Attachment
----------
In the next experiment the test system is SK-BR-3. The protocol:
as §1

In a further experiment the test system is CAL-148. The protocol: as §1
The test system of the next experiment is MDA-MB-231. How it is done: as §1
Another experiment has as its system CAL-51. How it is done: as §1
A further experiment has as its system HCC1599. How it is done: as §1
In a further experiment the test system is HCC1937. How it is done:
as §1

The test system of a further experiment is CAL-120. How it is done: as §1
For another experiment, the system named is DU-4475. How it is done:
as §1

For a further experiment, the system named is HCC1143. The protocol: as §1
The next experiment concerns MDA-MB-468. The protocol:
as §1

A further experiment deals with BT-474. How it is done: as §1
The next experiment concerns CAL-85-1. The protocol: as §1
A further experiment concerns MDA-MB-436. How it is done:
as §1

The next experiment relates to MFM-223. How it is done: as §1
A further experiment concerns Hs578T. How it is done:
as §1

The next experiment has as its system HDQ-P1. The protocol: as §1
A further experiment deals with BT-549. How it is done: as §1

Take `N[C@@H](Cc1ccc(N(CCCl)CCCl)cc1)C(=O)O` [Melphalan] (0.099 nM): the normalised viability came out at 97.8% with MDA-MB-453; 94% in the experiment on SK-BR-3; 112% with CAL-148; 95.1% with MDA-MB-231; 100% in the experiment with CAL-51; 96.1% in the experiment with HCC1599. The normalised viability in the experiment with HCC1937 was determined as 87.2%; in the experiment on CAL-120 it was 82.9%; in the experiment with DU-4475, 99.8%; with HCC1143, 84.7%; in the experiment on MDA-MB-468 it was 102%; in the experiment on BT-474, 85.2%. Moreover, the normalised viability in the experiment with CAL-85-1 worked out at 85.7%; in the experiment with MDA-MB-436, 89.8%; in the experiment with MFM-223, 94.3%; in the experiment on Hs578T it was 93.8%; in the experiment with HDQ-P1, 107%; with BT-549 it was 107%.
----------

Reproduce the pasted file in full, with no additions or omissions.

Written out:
In the next experiment the test system is SK-BR-3. The protocol:
as §1

In a further experiment the test system is CAL-148. The protocol: as §1
The test system of the next experiment is MDA-MB-231. How it is done: as §1
Another experiment has as its system CAL-51. How it is done: as §1
A further experiment has as its system HCC1599. How it is done: as §1
In a further experiment the test system is HCC1937. How it is done:
as §1

The test system of a further experiment is CAL-120. How it is done: as §1
For another experiment, the system named is DU-4475. How it is done:
as §1

For a further experiment, the system named is HCC1143. The protocol: as §1
The next experiment concerns MDA-MB-468. The protocol:
as §1

A further experiment deals with BT-474. How it is done: as §1
The next experiment concerns CAL-85-1. The protocol: as §1
A further experiment concerns MDA-MB-436. How it is done:
as §1

The next experiment relates to MFM-223. How it is done: as §1
A further experiment concerns Hs578T. How it is done:
as §1

The next experiment has as its system HDQ-P1. The protocol: as §1
A further experiment deals with BT-549. How it is done: as §1

Take `N[C@@H](Cc1ccc(N(CCCl)CCCl)cc1)C(=O)O` [Melphalan] (0.099 nM): the normalised viability came out at 97.8% with MDA-MB-453; 94% in the experiment on SK-BR-3; 112% with CAL-148; 95.1% with MDA-MB-231; 100% in the experiment with CAL-51; 96.1% in the experiment with HCC1599. The normalised viability in the experiment with HCC1937 was determined as 87.2%; in the experiment on CAL-120 it was 82.9%; in the experiment with DU-4475, 99.8%; with HCC1143, 84.7%; in the experiment on MDA-MB-468 it was 102%; in the experiment on BT-474, 85.2%. Moreover, the normalised viability in the experiment with CAL-85-1 worked out at 85.7%; in the experiment with MDA-MB-436, 89.8%; in the experiment with MFM-223, 94.3%; in the experiment on Hs578T it was 93.8%; in the experiment with HDQ-P1, 107%; with BT-549 it was 107%.